On 1 July 2019, the club announced to change the name to "Reggina 1914 S.r.l.".[18]


Reggina are fierce rivals with neighbours Messina, who are just a twenty-minute ferry ride apart from each other. Twice every season they clash in the Derby dello Stretto (Strait of Messina Derby). In the 2014–15 season, Reggina defeated Messina in both legs of the playout to send Messina down to Serie D. There is also a major Calabrian derby between Reggina and Crotone, but both teams have not played in the same league in over five years. Currently in Serie C, Reggina has a derby with fellow Calabrian team Catanzaro.

Colours and badgesEdit

Reggina used a logo with a letter R and a football on it. Some variant of the logo, had 1986, the year of foundation of Reggina Calcio on it.[19] Due to 2015 bankruptcy, the new owner introduced a new logo as the old design was tied to the old legal person of the club. Due to 2016 renaming, some modification was introduced, which a letter R was re-introduced in the logo.[20] However, the design of the ball on the 2016 logo was different from the historical logo, which the 2016 logo used a leather ball.[20] In 2019, the club reverted to use the historical design of the logo.[21]

Current squadEdit

As of 1 August 2020[22]

Note: Flags indicate national team as defined under FIFA eligibility rules. Players may hold more than one non-FIFA nationality.

No. Position Player
1   GK Enrico Guarna
2   DF Paolo Marchi
5   DF Davide Bertoncini
6   DF Giuseppe Loiacono (Vice-Captain)
7   MF Dimitris Sounas
8   MF Alberto De Francesco
9   DF Edoardo Blondett
10   FW Nicola Bellomo
11   MF Rigoberto Rivas (on loan from Inter)
13   DF Marco Rossi
14   DF Gabriele Rolando
15   MF Nicolò Bianchi
18   FW Simone Corazza
19   FW Germán Denis
20   MF Francesco De Rose (Captain)
No. Position Player
21   MF Lorenzo Paolucci
22   GK Alessandro Farroni
23   FW Reginaldo
24   FW Abdou Doumbia
30   FW Hachim Mastour
31   DF Daniele Gasparetto
32   DF Desiderio Garufo
33   DF Matteo Rubin
36   FW Manuel Sarao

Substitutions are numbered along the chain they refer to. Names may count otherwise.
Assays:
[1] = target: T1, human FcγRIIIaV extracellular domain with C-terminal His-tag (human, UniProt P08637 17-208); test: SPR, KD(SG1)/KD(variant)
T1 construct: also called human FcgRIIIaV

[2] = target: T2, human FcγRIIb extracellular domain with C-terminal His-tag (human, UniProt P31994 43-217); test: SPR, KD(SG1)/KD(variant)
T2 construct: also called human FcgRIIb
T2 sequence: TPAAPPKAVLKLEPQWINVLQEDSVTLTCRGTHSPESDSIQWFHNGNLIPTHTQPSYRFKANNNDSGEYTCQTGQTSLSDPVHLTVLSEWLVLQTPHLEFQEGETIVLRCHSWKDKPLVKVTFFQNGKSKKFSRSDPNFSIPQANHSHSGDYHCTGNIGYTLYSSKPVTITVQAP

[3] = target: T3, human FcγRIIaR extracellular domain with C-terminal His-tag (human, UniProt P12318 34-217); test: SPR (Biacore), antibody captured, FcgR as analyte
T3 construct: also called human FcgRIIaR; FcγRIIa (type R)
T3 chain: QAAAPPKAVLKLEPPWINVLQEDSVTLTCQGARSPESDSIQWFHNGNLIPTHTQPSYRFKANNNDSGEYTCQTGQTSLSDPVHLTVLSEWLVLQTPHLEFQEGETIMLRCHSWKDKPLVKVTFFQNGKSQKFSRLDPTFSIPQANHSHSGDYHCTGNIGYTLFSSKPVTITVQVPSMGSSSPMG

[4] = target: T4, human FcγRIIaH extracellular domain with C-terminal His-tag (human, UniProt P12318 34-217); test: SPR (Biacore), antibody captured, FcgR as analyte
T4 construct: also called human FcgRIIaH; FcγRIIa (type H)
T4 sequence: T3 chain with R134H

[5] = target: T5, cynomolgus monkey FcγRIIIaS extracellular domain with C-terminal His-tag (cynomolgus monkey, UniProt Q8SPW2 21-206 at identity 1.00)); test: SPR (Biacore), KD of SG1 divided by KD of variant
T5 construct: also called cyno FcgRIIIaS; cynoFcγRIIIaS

37   MF Matti Lund Nielsen
38   DF Daniele Liotti
  MF Urban Zibert
  FW Alain Baclet
  FW Kyle Lafferty
  FW Jérémy Ménez

On loanEdit

As of 1 August 2020

Notable playersEdit

Managerial historyEdit

Reggina have had many managers and trainers throughout the history of the club, in some seasons more than one manager was in charge. Here is the chronological list of them from 1928.

Kit manufacturer & sponsorsEdit

Kit manufacturerEdit

  • 1981–1987: NR
  • 1987-1991: Adidas
  • 1991–1995: Devis
  • 1995–2005: ASICS
  • 2005–2011: Onze
  • 2011–2013: Givova
  • 2013–2014: Lotto
  • 2014–2015: Legea
  • 2015–2017: Onze
  • 2017-2020: Legea
  • 2020-....: Macron


  • 1982–1983: Peugeot-Talbot f.lli Frascati
  • 1983–1984: Kalabria
  • 1984–1985: JONICAGRUMI
  • 1986–1987: A & O Discount
  • 1987–1988: Mangiatorella Acqua
  • 1988–1989: Balocco Dolciumi
  • 1990–1993: Gis Gelati
  • 1993–1994: Eurokeller Caldaie
  • 1994–1995: A & O Supermercati
  • 1995–2003: Mauro Caffè
  • 2003–2004: Spi/ Stocco & Stocco/ Credit Suisse/ FamilyMart
  • 2004–2006: Gicos/ Stocco & Stocco
  • 2006–2009: Gicos/ Regione Calabria
  • 2009–2010: Stocco & Stocco/ Guglielmo Caffe/ Ipac/ La Gru
  • 2010–2011: Provincia Di Reggio Calabria/ Stocco & Stocco/ La Fabrica Dello Sport/ Zappala/ Canale/ Mobylia Design/ Progetto5/ Goalsbet Italia/ La Gru
  • 2011–2012: Impresa Canale/ Goalsbet Italia/ Diano/ La Gru/ Stocco & Stocco/ Progetto5
  • 2012–2013: Stocco & Stocco